Limited experience but every JC model I've ever played (JC120, JC77, JC55) had that sound. They were everywhere in the 80s which is when I played them a bit. I always liked them because Robert Smith played a JC120 on those early Cure records. I bought my first amp, an Ampeg AX-44c, in large part because it had built in chorus like the JC.
 

Swirling Snow

Tele-Meister
Joined
Dec 4, 2021
Posts
356
Location
No Dakota
I may have mis-spoken, and referred to all the Cubes as "Blues Cubes". But yes, the ones with "JC Clean" do an admirable job.

I just tried my Katana 50 MKII, and one of the Clean settings is obviously a Fender, but the other does Jazz and the Katana has a Chorus built in, so.... and Katana's got gain. This is known. A friend of mine switched through the Crunch, Lead, and Brown settings and said, "Oh, '60s, '70s, and '80s!" Maybe worth a try? Actually, I'd go with the 100 watt model with two speakers. :)
 

Dacious

Doctor of Teleocity
Joined
Mar 16, 2003
Posts
10,639
Location
Godzone
JC stands for Jazz Chorus and it's fair to say Roland was looking with the first JC120 to create a Fender Twin type big clean amp. It had reverb, tremolo and of course chorus. People liked them because they had glorious big clean tones and lots of power. They stood up to touring and were not as expensive as a tube amp but big and heavy with substance.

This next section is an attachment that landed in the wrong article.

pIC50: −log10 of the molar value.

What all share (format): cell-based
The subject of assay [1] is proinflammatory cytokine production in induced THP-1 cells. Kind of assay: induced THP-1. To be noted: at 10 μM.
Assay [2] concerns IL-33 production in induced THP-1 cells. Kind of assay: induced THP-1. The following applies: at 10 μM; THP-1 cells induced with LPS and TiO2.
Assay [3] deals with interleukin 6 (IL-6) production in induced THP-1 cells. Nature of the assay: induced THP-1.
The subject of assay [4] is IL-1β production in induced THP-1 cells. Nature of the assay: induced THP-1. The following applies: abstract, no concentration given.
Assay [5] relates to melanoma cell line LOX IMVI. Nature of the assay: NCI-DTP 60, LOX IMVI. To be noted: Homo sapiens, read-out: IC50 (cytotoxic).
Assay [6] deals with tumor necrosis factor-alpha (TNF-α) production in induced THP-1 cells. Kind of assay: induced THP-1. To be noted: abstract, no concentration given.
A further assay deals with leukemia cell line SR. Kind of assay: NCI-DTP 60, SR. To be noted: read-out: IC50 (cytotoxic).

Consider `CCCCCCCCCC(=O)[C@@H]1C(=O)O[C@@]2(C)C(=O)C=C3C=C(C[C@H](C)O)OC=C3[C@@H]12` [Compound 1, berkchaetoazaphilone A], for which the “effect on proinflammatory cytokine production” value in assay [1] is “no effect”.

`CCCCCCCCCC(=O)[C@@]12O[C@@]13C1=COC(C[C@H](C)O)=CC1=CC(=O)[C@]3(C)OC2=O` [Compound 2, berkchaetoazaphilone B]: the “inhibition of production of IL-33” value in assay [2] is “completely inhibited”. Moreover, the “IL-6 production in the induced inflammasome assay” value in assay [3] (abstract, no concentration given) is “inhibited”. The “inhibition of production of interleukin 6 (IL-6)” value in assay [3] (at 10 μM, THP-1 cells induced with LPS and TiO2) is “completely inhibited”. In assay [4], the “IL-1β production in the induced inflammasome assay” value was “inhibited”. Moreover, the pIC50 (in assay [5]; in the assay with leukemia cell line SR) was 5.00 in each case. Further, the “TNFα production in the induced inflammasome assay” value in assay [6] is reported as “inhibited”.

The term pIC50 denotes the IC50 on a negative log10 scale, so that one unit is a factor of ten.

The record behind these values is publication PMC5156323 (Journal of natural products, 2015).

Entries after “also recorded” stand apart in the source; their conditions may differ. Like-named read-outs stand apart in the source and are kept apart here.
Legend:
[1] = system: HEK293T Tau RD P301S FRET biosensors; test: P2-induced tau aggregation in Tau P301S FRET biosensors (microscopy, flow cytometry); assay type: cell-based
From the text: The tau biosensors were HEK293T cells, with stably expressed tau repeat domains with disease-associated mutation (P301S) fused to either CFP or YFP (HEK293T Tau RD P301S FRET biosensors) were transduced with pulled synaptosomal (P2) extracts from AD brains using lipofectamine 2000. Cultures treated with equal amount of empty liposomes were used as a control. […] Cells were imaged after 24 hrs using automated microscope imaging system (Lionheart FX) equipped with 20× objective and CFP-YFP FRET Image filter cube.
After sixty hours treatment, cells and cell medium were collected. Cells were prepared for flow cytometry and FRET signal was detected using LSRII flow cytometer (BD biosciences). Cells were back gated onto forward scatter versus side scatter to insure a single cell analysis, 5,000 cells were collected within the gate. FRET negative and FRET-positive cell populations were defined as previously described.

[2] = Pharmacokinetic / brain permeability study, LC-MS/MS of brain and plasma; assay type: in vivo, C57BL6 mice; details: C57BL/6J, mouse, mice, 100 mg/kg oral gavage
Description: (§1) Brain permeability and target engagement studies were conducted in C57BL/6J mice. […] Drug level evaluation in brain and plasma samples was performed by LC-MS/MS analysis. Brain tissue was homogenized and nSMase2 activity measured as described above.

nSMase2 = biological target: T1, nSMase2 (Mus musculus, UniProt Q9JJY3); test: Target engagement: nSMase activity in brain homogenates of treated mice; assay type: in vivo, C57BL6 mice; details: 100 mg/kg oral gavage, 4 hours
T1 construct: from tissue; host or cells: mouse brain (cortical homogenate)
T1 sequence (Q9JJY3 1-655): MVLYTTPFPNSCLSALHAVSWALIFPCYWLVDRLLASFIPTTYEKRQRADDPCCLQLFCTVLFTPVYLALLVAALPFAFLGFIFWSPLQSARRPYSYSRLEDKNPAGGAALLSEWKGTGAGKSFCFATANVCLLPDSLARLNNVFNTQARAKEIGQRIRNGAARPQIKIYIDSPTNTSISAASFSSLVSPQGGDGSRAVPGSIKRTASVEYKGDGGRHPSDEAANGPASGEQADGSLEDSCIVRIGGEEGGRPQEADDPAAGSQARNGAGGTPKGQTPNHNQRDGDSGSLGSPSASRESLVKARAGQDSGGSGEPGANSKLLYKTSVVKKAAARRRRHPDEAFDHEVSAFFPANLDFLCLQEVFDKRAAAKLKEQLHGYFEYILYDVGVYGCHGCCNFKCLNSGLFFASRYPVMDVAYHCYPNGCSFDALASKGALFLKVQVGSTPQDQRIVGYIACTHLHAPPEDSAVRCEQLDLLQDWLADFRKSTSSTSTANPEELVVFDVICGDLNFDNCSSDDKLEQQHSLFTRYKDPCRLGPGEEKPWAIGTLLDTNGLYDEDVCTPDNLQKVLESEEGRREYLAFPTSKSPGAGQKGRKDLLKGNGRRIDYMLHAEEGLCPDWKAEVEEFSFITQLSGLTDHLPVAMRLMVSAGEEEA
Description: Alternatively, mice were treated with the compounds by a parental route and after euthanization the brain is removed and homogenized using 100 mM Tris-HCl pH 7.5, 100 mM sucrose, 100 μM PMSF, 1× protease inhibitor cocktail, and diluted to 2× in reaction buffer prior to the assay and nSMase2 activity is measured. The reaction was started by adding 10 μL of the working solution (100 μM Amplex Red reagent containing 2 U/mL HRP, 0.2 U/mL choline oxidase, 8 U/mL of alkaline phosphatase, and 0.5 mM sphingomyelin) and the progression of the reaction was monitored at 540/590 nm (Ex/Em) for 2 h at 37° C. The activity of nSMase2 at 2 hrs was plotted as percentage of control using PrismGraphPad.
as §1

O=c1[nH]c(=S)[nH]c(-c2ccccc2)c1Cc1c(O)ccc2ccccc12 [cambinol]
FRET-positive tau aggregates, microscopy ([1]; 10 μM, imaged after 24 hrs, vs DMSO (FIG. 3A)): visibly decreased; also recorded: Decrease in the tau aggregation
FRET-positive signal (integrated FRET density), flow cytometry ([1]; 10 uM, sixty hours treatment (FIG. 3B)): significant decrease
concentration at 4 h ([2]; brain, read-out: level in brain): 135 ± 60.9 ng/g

The 80s bands who went away from distortion of the Blues Rock 70s like Police, Pretenders, Smith's, The Cure were all big users on recordings and sometimes live.

The JC120 IIRC had two 60 watt power modules each driving a speaker, that's partly why they're so heavy.

It's pretty unique. The analogue chorus split the signal and provided the modulation with a true stereo imaging that sounds better than almost any other. The swirly whirly sound in person is not easy to duplicate with anything else except two amps. In the 70s there was nothing like them.

They were also used by plenty of keyboard players.

Nobody bought these amps for their distortion.

I'm pretty sure 'Brass in Pocket' from the Pretenders is an early example of use.
 
Last edited:

NoTeleBob

Friend of Leo's
Joined
Feb 12, 2020
Posts
3,354
Location
Southwestern, USA
It's hard to find an SS amp that does decent gain, let alone one that does a fabulous clean channel with decent gain. Best bet is something like a JC for the cleans with a modeling pedal that will give you some amp modeling for the gain side.

The JC's competition at the time was the Fender Chorus and the Yamaha G50 & 100, Series II & III. Those could do it to. I haven't found a modern amp with DSP that comes close.
 
Last edited:

mexicanyella

Friend of Leo's
Joined
Jan 26, 2012
Posts
4,584
Location